In an embodiment, the microvisor 300 may be organized to include a plurality of protection domains (e.g., PD 0-N) illustratively bound to VM 0 and one or more micro-VMs, respectively. As used herein, a protection domain is a container for various data structures, such as execution contexts, scheduling contexts, and capabilities associated with the kernel resources accessible by an operating system process. Illustratively, the protection domain may function at a granularity of an operating system process (e.g., a user mode process 240) and, thus, is a representation of the process. Accordingly, the microvisor may provide a protection domain for the process and its run-time threads executing in the operating system. The main protection domain (PD0) of the microvisor controls all of the kernel resources available to the operating system kernel 230 (and, hence, the user mode process 240) of VM 0 via VMM 0 and, to that end, may be associated with the services provided to the user mode process by the kernel 230, such as information in the process table 270. The spawned micro-VM (e.g., micro-VM N) is illustratively associated with (bound to) a copy of PD 0 (e.g., PD N) which, in turn, may be bound to the process, wherein such binding may occur through memory context switching.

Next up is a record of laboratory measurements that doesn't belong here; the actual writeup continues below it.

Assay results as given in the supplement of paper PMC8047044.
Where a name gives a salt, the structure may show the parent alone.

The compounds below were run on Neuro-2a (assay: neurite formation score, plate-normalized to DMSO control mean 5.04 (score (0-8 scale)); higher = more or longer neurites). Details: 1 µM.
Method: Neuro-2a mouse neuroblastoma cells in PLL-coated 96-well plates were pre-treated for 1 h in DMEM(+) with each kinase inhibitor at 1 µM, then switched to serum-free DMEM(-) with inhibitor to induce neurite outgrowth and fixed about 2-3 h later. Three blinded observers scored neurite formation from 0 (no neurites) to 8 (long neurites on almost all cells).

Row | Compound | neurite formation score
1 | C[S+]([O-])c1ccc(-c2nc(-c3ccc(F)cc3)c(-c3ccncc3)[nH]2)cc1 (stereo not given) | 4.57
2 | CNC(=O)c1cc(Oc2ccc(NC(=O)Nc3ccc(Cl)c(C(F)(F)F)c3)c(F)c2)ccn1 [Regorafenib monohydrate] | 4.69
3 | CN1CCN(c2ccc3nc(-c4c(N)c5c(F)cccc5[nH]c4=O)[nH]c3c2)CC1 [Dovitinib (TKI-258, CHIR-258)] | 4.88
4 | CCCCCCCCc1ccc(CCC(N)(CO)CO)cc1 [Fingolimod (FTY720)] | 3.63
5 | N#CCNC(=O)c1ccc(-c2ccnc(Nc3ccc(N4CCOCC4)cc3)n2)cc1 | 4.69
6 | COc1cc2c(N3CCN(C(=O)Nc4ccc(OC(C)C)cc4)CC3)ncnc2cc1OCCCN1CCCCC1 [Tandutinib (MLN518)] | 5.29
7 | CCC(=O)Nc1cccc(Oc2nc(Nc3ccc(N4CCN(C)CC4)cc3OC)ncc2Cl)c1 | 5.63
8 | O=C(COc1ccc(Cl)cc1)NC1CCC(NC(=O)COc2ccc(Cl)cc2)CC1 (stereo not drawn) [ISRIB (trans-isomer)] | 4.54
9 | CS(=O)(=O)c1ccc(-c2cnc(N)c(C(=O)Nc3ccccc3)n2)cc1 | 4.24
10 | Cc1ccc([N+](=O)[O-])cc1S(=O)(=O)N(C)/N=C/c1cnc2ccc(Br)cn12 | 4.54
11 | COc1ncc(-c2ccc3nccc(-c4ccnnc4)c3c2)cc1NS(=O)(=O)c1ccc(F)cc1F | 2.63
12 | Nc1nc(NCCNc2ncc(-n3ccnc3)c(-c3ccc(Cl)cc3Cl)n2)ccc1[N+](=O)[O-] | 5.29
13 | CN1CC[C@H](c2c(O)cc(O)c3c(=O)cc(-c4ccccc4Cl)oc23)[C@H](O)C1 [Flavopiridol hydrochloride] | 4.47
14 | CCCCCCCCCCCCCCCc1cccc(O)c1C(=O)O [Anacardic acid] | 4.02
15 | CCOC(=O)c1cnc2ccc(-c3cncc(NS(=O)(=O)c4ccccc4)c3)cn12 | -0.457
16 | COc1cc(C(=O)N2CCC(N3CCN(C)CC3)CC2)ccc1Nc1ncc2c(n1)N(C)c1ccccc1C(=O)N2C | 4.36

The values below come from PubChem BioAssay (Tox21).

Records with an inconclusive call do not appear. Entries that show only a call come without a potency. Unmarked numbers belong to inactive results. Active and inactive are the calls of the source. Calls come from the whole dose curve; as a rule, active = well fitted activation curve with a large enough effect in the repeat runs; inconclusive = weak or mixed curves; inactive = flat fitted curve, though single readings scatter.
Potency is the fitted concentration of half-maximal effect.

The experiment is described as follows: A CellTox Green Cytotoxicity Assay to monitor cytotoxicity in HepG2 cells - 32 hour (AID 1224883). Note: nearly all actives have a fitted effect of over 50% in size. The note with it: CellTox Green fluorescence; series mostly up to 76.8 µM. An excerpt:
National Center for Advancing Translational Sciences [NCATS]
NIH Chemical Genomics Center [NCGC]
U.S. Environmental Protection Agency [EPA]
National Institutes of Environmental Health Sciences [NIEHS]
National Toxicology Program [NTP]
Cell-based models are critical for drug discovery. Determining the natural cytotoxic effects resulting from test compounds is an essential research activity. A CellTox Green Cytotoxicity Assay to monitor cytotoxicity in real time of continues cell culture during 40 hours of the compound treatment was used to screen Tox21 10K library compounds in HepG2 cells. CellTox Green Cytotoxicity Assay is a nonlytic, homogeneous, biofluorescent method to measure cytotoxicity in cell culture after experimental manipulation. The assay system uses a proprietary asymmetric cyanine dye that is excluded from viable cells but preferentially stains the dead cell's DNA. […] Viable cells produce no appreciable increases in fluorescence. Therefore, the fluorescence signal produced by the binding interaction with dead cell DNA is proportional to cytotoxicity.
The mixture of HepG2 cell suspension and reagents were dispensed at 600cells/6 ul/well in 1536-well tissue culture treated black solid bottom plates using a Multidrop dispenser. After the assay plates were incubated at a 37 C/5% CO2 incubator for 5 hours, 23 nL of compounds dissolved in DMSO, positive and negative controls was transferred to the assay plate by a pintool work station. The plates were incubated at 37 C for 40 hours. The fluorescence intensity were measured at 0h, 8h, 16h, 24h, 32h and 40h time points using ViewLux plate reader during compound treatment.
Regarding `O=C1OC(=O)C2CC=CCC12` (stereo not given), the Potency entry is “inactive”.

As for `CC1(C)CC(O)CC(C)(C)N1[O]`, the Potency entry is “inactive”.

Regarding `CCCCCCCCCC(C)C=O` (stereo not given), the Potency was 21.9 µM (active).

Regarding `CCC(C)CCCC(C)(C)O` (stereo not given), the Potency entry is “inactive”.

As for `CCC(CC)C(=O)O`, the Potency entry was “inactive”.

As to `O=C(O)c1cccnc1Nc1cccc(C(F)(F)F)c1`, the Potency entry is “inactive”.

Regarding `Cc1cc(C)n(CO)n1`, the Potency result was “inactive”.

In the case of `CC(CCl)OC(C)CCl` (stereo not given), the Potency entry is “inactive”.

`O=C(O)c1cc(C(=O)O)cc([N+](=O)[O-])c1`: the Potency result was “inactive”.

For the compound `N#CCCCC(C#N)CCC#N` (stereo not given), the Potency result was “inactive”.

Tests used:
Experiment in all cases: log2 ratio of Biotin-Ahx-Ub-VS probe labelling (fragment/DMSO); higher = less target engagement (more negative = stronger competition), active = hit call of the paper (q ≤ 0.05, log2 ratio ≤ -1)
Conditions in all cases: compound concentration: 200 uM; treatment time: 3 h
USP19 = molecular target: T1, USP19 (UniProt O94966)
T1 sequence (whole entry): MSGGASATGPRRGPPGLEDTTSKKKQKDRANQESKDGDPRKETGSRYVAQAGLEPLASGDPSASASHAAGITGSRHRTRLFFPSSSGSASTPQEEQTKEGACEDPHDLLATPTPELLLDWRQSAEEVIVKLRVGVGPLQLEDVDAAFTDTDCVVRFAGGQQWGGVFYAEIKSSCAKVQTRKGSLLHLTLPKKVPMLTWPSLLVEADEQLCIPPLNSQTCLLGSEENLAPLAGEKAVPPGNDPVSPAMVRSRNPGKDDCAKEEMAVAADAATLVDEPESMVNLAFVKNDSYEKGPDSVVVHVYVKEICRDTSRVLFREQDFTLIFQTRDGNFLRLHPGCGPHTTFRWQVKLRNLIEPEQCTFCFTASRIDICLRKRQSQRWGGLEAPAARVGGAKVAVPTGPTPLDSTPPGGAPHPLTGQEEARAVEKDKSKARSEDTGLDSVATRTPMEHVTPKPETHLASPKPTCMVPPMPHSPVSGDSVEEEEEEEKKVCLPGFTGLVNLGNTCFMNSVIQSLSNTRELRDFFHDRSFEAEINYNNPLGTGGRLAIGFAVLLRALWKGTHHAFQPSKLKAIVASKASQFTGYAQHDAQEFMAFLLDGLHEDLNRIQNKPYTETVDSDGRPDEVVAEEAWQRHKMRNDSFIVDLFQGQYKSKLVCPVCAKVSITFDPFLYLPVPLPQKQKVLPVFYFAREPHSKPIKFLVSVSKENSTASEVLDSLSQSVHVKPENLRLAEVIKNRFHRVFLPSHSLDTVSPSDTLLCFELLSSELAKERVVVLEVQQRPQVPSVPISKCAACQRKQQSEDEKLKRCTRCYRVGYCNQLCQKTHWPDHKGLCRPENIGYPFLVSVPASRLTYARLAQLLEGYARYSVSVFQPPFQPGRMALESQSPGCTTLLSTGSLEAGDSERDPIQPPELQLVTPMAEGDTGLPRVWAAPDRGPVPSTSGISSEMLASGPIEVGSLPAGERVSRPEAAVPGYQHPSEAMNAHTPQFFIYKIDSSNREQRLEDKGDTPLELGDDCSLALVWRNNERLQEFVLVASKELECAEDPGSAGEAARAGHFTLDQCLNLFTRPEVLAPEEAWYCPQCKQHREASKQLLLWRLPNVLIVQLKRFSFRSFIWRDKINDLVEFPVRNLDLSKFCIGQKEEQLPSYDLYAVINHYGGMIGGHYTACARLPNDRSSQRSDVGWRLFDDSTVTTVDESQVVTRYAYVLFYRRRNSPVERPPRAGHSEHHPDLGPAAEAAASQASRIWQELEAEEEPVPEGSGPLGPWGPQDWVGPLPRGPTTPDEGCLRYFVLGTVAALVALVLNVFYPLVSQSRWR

In response to a decision to spawn the micro-VM N, VMM 0 may issue a hyper-call over interface 310a to the microvisor requesting creation of the protection domain PD N. Upon receiving the hyper-call, the microvisor 300 may copy (i.e., “clone”) the data structures (e.g., execution contexts, scheduling contexts and capabilities) of PD 0 to create PD N for the micro-VM N, wherein PD N has essentially the same structure as PD 0 except for the capabilities 340n associated with the kernel resources. As used herein, a capability is a protection (access control permission) associated with a kernel resource. For example, the capabilities 340n for PD N may limit or restrict access to one or more of the kernel resources as instructed through one or more hyper-calls from, e.g., VMM 0 and/or micro-VM N over interface 310a,n to the microvisor. Accordingly, the microvisor 300 may contain computer executable instructions executed by the CPU 212 to perform operations that initialize, clone and configure the protection domains. Each protection domain PD 0-N may include one or more execution contexts 320a-n, each of which is tightly linked to a respective scheduling context 330a-n. Each execution context 320a-n further interacts with the capabilities 340a-n, whose contents specify access control permissions (i.e., protecting access) to the kernel resources. Illustratively, the capabilities may be organized as a list of access permissions for each kernel resource, although those of skill in the art will understand that other data structures may be used to organize the access permissions.